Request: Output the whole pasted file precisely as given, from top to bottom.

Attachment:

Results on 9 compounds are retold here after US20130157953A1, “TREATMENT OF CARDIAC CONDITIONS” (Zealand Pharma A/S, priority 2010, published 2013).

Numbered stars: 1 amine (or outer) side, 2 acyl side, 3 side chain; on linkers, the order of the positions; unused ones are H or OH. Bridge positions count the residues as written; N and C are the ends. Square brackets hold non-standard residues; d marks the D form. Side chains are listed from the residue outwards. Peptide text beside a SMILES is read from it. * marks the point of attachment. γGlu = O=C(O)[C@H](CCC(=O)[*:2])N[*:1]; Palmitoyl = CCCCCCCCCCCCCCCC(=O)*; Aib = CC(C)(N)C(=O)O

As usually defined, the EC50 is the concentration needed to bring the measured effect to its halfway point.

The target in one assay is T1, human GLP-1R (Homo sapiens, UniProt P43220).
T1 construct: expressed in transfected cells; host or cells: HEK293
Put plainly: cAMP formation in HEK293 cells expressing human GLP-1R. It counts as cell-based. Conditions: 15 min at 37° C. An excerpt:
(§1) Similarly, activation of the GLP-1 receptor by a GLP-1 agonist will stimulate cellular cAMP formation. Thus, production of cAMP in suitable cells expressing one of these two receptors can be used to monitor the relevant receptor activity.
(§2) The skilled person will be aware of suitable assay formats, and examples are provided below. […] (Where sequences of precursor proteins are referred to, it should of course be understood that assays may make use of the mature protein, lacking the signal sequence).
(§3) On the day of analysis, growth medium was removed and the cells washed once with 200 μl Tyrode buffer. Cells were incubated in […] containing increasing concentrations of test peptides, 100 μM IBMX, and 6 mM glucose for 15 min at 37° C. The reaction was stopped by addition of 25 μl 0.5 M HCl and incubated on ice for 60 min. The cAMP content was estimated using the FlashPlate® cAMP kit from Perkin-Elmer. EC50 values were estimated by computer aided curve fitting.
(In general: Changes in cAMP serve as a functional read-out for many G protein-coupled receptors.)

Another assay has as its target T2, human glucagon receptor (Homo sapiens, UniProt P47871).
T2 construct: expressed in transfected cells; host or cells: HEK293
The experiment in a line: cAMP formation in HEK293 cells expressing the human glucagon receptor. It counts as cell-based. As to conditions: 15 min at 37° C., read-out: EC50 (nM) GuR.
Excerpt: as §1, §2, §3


Results on 9 compounds are retold here after US20130157953A1, “TREATMENT OF CARDIAC CONDITIONS” (Zealand Pharma A/S, priority 2010, published 2013).

Numbered stars: 1 amine (or outer) side, 2 acyl side, 3 side chain; on linkers, the order of the positions; unused ones are H or OH. Bridge positions count the residues as written; N and C are the ends. Square brackets hold non-standard residues; d marks the D form. Side chains are listed from the residue outwards. Peptide text beside a SMILES is read from it. * marks the point of attachment. γGlu = O=C(O)[C@H](CCC(=O)[*:2])N[*:1]; Palmitoyl = CCCCCCCCCCCCCCCC(=O)*; Aib = CC(C)(N)C(=O)O

As usually defined, the EC50 is the concentration needed to bring the measured effect to its halfway point.

The target in one assay is T1, human GLP-1R (Homo sapiens, UniProt P43220).
T1 construct: expressed in transfected cells; host or cells: HEK293
Put plainly: cAMP formation in HEK293 cells expressing human GLP-1R. It counts as cell-based. Conditions: 15 min at 37° C. An excerpt:
(§1) Similarly, activation of the GLP-1 receptor by a GLP-1 agonist will stimulate cellular cAMP formation. Thus, production of cAMP in suitable cells expressing one of these two receptors can be used to monitor the relevant receptor activity.
(§2) The skilled person will be aware of suitable assay formats, and examples are provided below. […] (Where sequences of precursor proteins are referred to, it should of course be understood that assays may make use of the mature protein, lacking the signal sequence).
(§3) On the day of analysis, growth medium was removed and the cells washed once with 200 μl Tyrode buffer. Cells were incubated in […] containing increasing concentrations of test peptides, 100 μM IBMX, and 6 mM glucose for 15 min at 37° C. The reaction was stopped by addition of 25 μl 0.5 M HCl and incubated on ice for 60 min. The cAMP content was estimated using the FlashPlate® cAMP kit from Perkin-Elmer. EC50 values were estimated by computer aided curve fitting.
(In general: Changes in cAMP serve as a functional read-out for many G protein-coupled receptors.)

Another assay has as its target T2, human glucagon receptor (Homo sapiens, UniProt P47871).
T2 construct: expressed in transfected cells; host or cells: HEK293
The experiment in a line: cAMP formation in HEK293 cells expressing the human glucagon receptor. It counts as cell-based. As to conditions: 15 min at 37° C., read-out: EC50 (nM) GuR.
Excerpt: as §1, §2, §3